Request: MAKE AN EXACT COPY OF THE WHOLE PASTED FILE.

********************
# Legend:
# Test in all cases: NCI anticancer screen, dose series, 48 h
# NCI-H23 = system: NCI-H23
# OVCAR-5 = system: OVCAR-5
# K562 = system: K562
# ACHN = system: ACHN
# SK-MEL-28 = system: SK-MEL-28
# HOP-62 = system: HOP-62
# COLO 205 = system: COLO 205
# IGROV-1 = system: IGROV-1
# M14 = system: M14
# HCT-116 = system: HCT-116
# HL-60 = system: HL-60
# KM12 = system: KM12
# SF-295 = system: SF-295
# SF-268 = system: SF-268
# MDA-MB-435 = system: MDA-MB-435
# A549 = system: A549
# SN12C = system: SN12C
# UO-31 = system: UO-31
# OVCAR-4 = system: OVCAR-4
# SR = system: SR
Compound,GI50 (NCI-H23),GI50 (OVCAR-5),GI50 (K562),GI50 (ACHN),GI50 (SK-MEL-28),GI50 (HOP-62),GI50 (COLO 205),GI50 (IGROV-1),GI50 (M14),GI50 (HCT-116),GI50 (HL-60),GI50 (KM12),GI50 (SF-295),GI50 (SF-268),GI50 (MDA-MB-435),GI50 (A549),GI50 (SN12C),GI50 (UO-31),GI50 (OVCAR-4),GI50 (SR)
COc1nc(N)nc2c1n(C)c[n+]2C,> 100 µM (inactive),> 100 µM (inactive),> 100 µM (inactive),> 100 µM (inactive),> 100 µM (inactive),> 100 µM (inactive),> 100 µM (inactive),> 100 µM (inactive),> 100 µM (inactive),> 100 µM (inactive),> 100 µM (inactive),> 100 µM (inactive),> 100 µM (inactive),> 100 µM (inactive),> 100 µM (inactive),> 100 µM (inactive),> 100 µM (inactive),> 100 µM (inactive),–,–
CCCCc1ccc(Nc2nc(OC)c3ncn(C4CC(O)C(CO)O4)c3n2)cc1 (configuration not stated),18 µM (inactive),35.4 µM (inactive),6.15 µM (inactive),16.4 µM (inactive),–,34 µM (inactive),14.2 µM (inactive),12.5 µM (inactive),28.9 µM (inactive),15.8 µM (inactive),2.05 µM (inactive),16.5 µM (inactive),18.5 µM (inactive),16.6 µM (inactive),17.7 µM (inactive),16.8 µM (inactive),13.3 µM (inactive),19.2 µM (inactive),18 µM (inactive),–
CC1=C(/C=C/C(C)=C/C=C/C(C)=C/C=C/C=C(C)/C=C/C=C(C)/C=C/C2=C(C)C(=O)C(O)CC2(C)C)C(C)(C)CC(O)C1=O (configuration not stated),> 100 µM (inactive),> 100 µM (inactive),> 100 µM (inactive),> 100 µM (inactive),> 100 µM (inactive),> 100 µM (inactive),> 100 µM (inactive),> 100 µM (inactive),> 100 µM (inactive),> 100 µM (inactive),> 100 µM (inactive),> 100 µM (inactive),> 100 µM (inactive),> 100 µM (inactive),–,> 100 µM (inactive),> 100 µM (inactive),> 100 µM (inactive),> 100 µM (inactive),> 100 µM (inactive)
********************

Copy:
# Legend:
# Test in all cases: NCI anticancer screen, dose series, 48 h
# NCI-H23 = system: NCI-H23
# OVCAR-5 = system: OVCAR-5
# K562 = system: K562
# ACHN = system: ACHN
# SK-MEL-28 = system: SK-MEL-28
# HOP-62 = system: HOP-62
# COLO 205 = system: COLO 205
# IGROV-1 = system: IGROV-1
# M14 = system: M14
# HCT-116 = system: HCT-116
# HL-60 = system: HL-60
# KM12 = system: KM12
# SF-295 = system: SF-295
# SF-268 = system: SF-268
# MDA-MB-435 = system: MDA-MB-435
# A549 = system: A549
# SN12C = system: SN12C
# UO-31 = system: UO-31
# OVCAR-4 = system: OVCAR-4
# SR = system: SR
Compound,GI50 (NCI-H23),GI50 (OVCAR-5),GI50 (K562),GI50 (ACHN),GI50 (SK-MEL-28),GI50 (HOP-62),GI50 (COLO 205),GI50 (IGROV-1),GI50 (M14),GI50 (HCT-116),GI50 (HL-60),GI50 (KM12),GI50 (SF-295),GI50 (SF-268),GI50 (MDA-MB-435),GI50 (A549),GI50 (SN12C),GI50 (UO-31),GI50 (OVCAR-4),GI50 (SR)
COc1nc(N)nc2c1n(C)c[n+]2C,> 100 µM (inactive),> 100 µM (inactive),> 100 µM (inactive),> 100 µM (inactive),> 100 µM (inactive),> 100 µM (inactive),> 100 µM (inactive),> 100 µM (inactive),> 100 µM (inactive),> 100 µM (inactive),> 100 µM (inactive),> 100 µM (inactive),> 100 µM (inactive),> 100 µM (inactive),> 100 µM (inactive),> 100 µM (inactive),> 100 µM (inactive),> 100 µM (inactive),–,–
CCCCc1ccc(Nc2nc(OC)c3ncn(C4CC(O)C(CO)O4)c3n2)cc1 (configuration not stated),18 µM (inactive),35.4 µM (inactive),6.15 µM (inactive),16.4 µM (inactive),–,34 µM (inactive),14.2 µM (inactive),12.5 µM (inactive),28.9 µM (inactive),15.8 µM (inactive),2.05 µM (inactive),16.5 µM (inactive),18.5 µM (inactive),16.6 µM (inactive),17.7 µM (inactive),16.8 µM (inactive),13.3 µM (inactive),19.2 µM (inactive),18 µM (inactive),–
CC1=C(/C=C/C(C)=C/C=C/C(C)=C/C=C/C=C(C)/C=C/C=C(C)/C=C/C2=C(C)C(=O)C(O)CC2(C)C)C(C)(C)CC(O)C1=O (configuration not stated),> 100 µM (inactive),> 100 µM (inactive),> 100 µM (inactive),> 100 µM (inactive),> 100 µM (inactive),> 100 µM (inactive),> 100 µM (inactive),> 100 µM (inactive),> 100 µM (inactive),> 100 µM (inactive),> 100 µM (inactive),> 100 µM (inactive),> 100 µM (inactive),> 100 µM (inactive),–,> 100 µM (inactive),> 100 µM (inactive),> 100 µM (inactive),> 100 µM (inactive),> 100 µM (inactive)